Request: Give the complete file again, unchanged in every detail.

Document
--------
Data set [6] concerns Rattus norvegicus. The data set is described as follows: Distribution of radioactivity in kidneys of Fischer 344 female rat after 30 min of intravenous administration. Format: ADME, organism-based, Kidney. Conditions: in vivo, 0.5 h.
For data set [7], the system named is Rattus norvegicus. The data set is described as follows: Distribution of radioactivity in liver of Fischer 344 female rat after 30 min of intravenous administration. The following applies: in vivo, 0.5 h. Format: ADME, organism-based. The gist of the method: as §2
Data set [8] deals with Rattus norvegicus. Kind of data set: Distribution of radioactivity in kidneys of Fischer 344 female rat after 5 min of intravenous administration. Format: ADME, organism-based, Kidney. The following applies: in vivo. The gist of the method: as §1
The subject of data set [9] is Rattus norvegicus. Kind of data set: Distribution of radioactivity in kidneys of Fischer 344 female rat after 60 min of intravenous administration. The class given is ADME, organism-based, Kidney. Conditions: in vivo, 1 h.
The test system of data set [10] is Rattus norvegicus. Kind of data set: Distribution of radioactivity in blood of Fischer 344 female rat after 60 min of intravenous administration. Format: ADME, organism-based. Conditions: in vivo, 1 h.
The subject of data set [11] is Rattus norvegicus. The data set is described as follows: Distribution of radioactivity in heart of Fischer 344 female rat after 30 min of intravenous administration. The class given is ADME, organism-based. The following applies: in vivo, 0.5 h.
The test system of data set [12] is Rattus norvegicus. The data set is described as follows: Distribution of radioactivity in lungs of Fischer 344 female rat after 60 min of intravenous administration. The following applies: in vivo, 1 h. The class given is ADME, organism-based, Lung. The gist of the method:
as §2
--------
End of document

Data set [6] concerns Rattus norvegicus. The data set is described as follows: Distribution of radioactivity in kidneys of Fischer 344 female rat after 30 min of intravenous administration. Format: ADME, organism-based, Kidney. Conditions: in vivo, 0.5 h.
For data set [7], the system named is Rattus norvegicus. The data set is described as follows: Distribution of radioactivity in liver of Fischer 344 female rat after 30 min of intravenous administration. The following applies: in vivo, 0.5 h. Format: ADME, organism-based. The gist of the method: as §2
Data set [8] deals with Rattus norvegicus. Kind of data set: Distribution of radioactivity in kidneys of Fischer 344 female rat after 5 min of intravenous administration. Format: ADME, organism-based, Kidney. The following applies: in vivo. The gist of the method: as §1
The subject of data set [9] is Rattus norvegicus. Kind of data set: Distribution of radioactivity in kidneys of Fischer 344 female rat after 60 min of intravenous administration. The class given is ADME, organism-based, Kidney. Conditions: in vivo, 1 h.
The test system of data set [10] is Rattus norvegicus. Kind of data set: Distribution of radioactivity in blood of Fischer 344 female rat after 60 min of intravenous administration. Format: ADME, organism-based. Conditions: in vivo, 1 h.
The subject of data set [11] is Rattus norvegicus. The data set is described as follows: Distribution of radioactivity in heart of Fischer 344 female rat after 30 min of intravenous administration. The class given is ADME, organism-based. The following applies: in vivo, 0.5 h.
The test system of data set [12] is Rattus norvegicus. The data set is described as follows: Distribution of radioactivity in lungs of Fischer 344 female rat after 60 min of intravenous administration. The following applies: in vivo, 1 h. The class given is ADME, organism-based, Lung. The gist of the method:
as §2